Photos by Dounard Bondo
On a dull May afternoon in Robertsport, Oscar Commeh readies himself to compete against the best wave riders from around Liberia in the country’s national surfing championship. For most of the surfers, the conditions prove to be rather unfortunate — the big waves aren’t swelling, rain is in the forecast — but not for Oscar. All day long, the waves have been breaking his way.
Emerging from the ocean in a red swimsuit with a banana-yellow surfboard under his arm, Oscar is confident that he has performed well. “I went in [other] contests and lost several times,” he says, “but in this contest, I would get it.”
Robertsport, a small fishing town in western Liberia, is about 10 miles from the Sierra Leone border and 50 miles northwest of Monrovia, the capital city. It also happens to be home to some of the world’s best waves, and has become an African surfing mecca. What used to be a beachfront getaway for wealthy Europeans is now a place where over a hundred native Liberian surfers find solace from a chaotic past.
Between 1989 and 2003, two civil wars devastated Liberia. With over 200,000 lives claimed, they were among the bloodiest conflicts Africa had ever seen. Rape, torture and other atrocities fractured and traumatized the citizenry, among which a million people were displaced and forced into refugee camps in neighboring countries.
Even though Oscar was only a kid during the latter part of the war, he is still haunted by memories of brutalized bodies laying in the street and a forced migration into the wilderness.
“We were sleeping in the night,” he remembers. “[Frances Turay, then-mayor of Robertsport] came and said, ‘Hey, we are not sleeping in this house, we are going to the mountain to sleep.’”
His family packed what they could and fled up the mountainside, from which Oscar “could see the soldiers entering our house. It was [unreal].” From time to time, he and his family would still come down to Robertsport to fish. But eventually his father put them in a canoe and they crossed into Sierra Leone, where they subsisted as fisherfolk until returning after the conflict ended.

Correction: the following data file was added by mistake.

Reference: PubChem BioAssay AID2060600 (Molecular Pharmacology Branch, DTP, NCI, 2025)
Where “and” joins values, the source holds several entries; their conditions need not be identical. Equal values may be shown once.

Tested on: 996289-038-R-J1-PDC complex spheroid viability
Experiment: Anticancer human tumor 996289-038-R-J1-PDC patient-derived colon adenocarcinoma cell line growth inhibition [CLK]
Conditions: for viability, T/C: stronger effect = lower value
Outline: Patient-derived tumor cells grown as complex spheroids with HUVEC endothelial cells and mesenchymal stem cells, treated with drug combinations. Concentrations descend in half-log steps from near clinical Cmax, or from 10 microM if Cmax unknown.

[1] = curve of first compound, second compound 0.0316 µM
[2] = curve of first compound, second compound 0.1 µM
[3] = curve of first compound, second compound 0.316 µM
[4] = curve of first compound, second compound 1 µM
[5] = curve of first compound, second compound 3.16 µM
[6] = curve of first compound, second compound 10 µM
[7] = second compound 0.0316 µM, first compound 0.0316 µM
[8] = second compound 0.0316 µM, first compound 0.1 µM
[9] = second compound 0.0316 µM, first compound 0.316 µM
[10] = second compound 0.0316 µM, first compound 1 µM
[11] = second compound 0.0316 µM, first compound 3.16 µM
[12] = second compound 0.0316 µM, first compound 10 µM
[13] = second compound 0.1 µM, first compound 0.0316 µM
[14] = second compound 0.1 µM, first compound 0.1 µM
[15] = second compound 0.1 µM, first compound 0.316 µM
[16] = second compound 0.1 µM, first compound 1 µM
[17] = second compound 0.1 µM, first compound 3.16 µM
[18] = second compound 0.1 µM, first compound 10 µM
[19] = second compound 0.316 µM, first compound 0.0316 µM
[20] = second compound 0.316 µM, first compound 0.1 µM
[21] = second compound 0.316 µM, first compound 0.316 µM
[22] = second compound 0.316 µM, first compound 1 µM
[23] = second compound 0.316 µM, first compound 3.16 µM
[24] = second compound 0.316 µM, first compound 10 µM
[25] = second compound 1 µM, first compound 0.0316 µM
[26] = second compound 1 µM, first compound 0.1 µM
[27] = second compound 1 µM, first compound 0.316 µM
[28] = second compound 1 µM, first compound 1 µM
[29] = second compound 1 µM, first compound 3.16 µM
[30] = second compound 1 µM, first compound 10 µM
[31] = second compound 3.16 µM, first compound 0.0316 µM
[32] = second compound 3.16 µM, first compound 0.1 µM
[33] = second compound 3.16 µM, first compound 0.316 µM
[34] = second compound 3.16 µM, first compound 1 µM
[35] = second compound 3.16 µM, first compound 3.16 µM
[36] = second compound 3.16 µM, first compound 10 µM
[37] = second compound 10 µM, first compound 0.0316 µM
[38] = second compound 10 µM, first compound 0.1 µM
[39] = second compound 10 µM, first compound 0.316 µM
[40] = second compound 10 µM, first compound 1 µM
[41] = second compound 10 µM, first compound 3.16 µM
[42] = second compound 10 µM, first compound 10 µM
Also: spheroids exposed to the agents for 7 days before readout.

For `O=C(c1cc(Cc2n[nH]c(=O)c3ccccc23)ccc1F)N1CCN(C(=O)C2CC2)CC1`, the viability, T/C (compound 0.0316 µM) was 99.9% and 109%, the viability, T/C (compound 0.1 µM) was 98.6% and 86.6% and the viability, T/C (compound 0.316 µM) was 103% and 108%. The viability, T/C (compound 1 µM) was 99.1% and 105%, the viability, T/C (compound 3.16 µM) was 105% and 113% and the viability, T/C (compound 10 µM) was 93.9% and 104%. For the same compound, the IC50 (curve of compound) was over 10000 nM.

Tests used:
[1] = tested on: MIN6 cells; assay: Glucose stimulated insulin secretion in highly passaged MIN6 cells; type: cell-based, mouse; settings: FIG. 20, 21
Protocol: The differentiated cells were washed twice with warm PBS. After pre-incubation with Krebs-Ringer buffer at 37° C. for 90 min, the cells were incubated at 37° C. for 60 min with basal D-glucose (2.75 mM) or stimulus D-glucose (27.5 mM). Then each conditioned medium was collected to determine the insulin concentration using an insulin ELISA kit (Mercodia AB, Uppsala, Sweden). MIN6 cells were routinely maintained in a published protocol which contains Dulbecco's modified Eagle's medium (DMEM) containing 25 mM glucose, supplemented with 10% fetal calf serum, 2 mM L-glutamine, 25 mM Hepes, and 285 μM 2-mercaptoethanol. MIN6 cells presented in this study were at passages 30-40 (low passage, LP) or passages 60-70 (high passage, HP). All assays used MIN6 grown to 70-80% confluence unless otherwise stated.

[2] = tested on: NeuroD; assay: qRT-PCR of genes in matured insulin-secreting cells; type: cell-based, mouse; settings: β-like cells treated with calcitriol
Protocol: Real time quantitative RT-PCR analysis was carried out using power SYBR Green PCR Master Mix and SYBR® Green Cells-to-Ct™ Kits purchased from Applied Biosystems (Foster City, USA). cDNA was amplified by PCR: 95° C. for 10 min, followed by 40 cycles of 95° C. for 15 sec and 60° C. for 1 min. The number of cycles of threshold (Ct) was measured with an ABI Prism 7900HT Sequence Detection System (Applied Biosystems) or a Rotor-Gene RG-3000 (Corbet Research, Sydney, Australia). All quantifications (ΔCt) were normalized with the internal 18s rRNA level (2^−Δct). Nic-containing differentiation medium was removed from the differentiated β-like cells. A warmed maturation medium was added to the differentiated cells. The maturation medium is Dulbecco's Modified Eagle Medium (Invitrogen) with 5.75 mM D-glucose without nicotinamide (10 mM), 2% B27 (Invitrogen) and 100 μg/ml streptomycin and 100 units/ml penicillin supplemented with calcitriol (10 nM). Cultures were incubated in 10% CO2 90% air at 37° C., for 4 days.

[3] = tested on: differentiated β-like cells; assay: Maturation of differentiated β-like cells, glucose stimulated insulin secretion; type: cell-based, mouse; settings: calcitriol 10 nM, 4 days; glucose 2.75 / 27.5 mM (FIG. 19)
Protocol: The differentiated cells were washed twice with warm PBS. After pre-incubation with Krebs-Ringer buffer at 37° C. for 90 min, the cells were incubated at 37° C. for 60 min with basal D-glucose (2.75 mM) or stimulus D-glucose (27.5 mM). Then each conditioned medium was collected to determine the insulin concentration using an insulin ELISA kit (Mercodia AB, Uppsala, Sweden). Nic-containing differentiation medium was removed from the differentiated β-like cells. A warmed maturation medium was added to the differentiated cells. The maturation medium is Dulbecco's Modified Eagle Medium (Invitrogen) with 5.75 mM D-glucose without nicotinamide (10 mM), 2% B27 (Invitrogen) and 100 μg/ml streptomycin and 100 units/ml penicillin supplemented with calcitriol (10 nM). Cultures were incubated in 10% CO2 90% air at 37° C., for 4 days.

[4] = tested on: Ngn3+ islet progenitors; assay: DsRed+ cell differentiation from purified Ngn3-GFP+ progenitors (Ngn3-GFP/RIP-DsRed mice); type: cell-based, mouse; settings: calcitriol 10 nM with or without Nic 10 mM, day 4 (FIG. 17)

A decade later, the ebola outbreak would deal Robertsport another blow, decimating the tourism economy. “Everything stopped,” says Oscar. “Most of the tourists stopped coming because everyone is afraid… I was on a scholarship, and when the [tourists] left I lost it.”
According to the 2018 Household Income and Expenditure Survey, more than half of Liberians live below the national poverty line, and 68 percent of the country’s poor live in rural areas where the poverty rate is over 70 percent. Sexual and gender-based violence are rife. “There is plenty of this violence,” says Esther Teah, a 26 year old surfer. “Every day we get announcements on the radio against rape and SGBV [sex and gender-based violence].”
Esther sometimes sees these power dynamics play out in the ocean itself. “The guys don’t want to give us a chance. Any wave we want to ride, they would get in the wave,” she says. “They behave like they own the water.” To help level the playing field, she’s teaching other young girls to surf. She sees the sport not only as an escape from Liberia’s troubled past, but as a mechanism to improve young lives in the present. “When we are in the water, what are we going to do on the streets?” she asks, adding that surfing is what keeps many young people out of a life of crime. “In the morning, some go to school and return by 2 p.m. After school you eat and get in the water, you don’t leave till six, so you wouldn’t be on the street.”